For the latest discoveries in cyber research for the week of 14th October 2019, please download our Threat Intelligence Bulletin
TOP ATTACKS AND BREACHES
- Check Point Research has exposed the Phorpiex botnet which uses thousands of infected machines to deliver millions of sextortion emails to its victims. The botnet utilizes pairs of previously leaked emails and passwords to convince the victims that they have been hacked and their personal online activity will be leaked if they won’t pay. In a five months period its revenue is estimated to be $110,000.
Check Point SandBlast and Anti-Bot blades provide protection against this threat (Trojan.Win32.Phorpiex.TC)
- Attackers have used posts on Pastebin and spam emails to deliver a trojanized version of the Tor Browser to Russian victims in order to steal cryptocurrency. According to researchers the attackers have stolen $40,000 in 860 Bitcoin transactions.
Check Point Anti-Virus provides protection against this threat (Trojan.Script.Agent)
- Attackers have breached the internal network of the cybersecurity company Avast using a temporary VPN profile that wasn’t protected by two-factor authentication. As several user credentials were used in this attack it is suspected that the company was also a victim of credential theft.
- NordVPN, VPN provider, has been breached in 2018. According to the company, one of its servers was accessed by exploiting an insecure remote management system left by the data center provider.
- Researchers are seeing a rise in the use of the infamous “Cutlet Maker” malware that is used by criminals to manipulate an ATM to eject all of the money stored in it, in an attack called “Jackpotting”.
As physical access to the ATM machine is required to perform the attack, a proper physical security of the machine may prevent such attacks.
- A new malicious campaign delivering WAV audio files with embedded malware in it has been spotted. Once ran, the code contained in the trojanized files utilized one of three different loader components to load a cryptocurrency miner or a reverse shell on the victim’s machine.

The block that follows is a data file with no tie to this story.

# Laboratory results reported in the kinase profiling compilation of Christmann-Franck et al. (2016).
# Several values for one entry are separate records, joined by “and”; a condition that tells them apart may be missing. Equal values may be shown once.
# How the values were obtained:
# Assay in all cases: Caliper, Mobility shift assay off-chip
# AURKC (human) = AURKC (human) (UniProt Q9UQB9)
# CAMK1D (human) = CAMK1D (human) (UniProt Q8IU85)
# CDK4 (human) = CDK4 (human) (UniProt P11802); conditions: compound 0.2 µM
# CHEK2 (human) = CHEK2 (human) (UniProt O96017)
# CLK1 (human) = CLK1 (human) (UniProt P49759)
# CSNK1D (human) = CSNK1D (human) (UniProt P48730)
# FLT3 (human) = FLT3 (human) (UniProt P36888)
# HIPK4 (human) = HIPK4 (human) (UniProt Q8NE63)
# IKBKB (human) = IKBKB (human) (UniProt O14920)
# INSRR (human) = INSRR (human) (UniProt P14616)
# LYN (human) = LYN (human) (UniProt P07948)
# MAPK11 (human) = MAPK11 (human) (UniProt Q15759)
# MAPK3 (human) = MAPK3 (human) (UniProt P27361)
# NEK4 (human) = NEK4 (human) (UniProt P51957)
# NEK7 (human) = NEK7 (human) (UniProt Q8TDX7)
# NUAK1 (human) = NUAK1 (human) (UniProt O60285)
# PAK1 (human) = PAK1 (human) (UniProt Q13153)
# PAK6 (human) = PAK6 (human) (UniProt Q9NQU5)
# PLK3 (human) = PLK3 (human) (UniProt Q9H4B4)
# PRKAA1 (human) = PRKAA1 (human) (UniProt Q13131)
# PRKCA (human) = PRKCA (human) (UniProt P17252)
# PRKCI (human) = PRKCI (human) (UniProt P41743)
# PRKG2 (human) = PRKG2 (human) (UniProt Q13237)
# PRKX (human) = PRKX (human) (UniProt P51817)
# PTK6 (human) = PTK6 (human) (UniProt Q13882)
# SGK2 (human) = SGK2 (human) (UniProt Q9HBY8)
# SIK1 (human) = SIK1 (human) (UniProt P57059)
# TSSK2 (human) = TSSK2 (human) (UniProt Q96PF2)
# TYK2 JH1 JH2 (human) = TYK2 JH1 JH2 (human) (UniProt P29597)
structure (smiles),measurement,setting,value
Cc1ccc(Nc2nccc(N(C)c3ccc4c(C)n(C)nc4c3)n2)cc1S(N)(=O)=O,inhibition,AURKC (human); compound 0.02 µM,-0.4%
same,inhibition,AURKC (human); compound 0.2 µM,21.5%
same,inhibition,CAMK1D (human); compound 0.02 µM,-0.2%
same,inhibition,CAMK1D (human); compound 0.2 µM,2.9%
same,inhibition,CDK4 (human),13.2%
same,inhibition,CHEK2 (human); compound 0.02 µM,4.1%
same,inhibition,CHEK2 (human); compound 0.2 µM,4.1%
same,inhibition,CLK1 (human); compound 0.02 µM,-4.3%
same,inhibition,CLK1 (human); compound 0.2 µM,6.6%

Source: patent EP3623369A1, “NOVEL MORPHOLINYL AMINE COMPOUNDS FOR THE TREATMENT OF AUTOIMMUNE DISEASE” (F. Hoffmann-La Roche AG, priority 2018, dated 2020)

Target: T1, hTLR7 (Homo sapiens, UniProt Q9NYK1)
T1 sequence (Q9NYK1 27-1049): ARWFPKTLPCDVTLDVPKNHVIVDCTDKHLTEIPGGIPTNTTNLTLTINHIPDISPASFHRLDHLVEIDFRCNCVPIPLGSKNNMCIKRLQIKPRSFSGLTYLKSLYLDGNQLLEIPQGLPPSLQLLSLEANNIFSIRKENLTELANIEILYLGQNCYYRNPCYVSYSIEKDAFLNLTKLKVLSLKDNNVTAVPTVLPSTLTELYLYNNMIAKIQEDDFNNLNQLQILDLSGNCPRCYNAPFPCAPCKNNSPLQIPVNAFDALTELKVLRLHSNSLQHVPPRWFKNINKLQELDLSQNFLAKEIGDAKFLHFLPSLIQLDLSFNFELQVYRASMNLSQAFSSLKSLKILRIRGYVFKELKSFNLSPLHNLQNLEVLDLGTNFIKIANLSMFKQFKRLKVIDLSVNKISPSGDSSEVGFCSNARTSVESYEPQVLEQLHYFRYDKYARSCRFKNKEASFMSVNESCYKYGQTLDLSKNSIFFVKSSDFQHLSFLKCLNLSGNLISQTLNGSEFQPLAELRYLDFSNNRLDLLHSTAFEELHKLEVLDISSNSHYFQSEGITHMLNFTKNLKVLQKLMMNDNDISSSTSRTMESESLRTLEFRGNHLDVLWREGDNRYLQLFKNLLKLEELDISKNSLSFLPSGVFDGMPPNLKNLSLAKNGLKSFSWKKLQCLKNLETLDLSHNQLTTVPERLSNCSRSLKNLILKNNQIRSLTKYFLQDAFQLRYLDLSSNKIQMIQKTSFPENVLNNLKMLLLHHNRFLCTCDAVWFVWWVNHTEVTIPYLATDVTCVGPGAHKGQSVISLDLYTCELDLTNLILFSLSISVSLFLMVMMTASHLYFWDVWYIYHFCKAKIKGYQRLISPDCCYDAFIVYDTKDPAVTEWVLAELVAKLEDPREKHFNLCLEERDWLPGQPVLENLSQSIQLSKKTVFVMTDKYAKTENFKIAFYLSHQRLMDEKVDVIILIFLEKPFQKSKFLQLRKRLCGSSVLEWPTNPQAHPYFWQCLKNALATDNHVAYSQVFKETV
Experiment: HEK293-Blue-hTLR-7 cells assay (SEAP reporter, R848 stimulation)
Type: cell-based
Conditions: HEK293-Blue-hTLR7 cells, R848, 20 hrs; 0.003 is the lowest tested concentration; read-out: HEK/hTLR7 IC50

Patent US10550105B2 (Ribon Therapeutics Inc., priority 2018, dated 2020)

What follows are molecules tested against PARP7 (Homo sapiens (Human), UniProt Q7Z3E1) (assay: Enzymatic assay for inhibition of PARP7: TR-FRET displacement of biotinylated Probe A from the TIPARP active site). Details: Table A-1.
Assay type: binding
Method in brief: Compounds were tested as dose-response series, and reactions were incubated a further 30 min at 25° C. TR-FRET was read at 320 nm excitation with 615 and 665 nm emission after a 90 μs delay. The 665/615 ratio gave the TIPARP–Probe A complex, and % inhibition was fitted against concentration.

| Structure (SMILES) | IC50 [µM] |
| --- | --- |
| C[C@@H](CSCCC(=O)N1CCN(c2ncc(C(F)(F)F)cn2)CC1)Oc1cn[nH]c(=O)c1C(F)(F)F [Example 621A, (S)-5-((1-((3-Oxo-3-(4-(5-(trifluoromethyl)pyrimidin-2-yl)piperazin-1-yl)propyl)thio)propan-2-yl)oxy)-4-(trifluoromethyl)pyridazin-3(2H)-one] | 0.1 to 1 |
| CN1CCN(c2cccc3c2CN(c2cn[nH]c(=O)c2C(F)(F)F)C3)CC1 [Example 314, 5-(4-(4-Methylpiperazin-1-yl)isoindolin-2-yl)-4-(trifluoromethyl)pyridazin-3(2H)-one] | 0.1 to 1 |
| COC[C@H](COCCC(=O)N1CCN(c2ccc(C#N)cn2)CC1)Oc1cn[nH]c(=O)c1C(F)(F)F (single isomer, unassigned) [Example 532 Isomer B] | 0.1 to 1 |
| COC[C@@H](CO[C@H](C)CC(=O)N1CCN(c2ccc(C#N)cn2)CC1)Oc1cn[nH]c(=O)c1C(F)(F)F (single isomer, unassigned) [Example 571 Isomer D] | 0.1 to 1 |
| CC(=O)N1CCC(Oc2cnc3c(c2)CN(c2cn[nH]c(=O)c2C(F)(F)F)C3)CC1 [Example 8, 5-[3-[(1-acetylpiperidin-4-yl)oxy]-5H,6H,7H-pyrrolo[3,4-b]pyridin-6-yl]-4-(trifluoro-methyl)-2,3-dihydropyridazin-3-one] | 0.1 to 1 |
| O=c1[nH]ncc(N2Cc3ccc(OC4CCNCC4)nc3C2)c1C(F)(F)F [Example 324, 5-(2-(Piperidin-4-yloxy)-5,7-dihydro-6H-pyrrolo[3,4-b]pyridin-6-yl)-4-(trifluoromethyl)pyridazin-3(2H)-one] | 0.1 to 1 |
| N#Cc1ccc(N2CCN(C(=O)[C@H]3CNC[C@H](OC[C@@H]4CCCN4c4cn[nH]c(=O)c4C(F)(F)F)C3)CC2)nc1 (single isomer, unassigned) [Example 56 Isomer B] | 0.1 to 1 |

VULNERABILITIES AND PATCHES
- Researchers have revealed that two older Amazon devices, 1st generation Amazon Echo and 8th generation Amazon Kindle, are still vulnerable to the Krack Wi-Fi exploit although a fix has been issued at the beginning of 2019. This exploit can be used by an attacker to join an unauthorized wireless network without a password.
- Samsung will patch a vulnerability in the Galaxy S10 phone that allowed an attacker to unlock the phone with an unknown fingerprint by putting a silicone case on it.
- A vulnerability (CVE-2019-14287) in the Linux sudo command, which could be exploited to run a command as another user, including the privileged root user, by using a special user ID, was fixed.
The vulnerability requires a special configuration, thus most of the Linux machines were unaffected.
- A critical vulnerability (CVE-2019-17666) in one of the Wi-Fi drivers of the Linux kernel could potentially lead to a full compromise of a vulnerable machine by a buffer overflow attack. A fix is being developed by the Linux kernel team.
THREAT INTELLIGENCE REPORTS
- Check Point Research has discovered that the banking Trojan Redaman uses a new technique called “Chaining” in order to hide the C&C servers of the known infostelaer Pony in the Bitcoin blockchain.
The C&C is used both as a drop zone for Pony and storage for its stolen information.
Check Point Anti-Virus provides protection against this threat (Infostealer.Win32.Pony.TC; Trojan-Banker.Win32.RTM)
- The Russian APT group Turla has used stolen malware and hijacked infrastructure belonging to the Iranian APT group OilRig to disguise their attacks on targets from dozens of countries.
- Researchers have released a decryptor for 148 variants of the Djvu ransomware that utilizes a side-channel attack on the ransomware’s keystream to break the encryption. Without the tool the victims would have to pay $980 to decrypt the files.
Check Point Anti-Virus provides protection against this threat (Trojan.Win32.Djvu.TC)
- Google will issue a fix for a flaw in its newly released device, Pixel 4, that allowed the phone to be unlocked using the face recognition algorithm even when the eyes of the owner were closed. A concern has been raised that the flaw may be exploited by holding it in front of the face of its sleeping owner.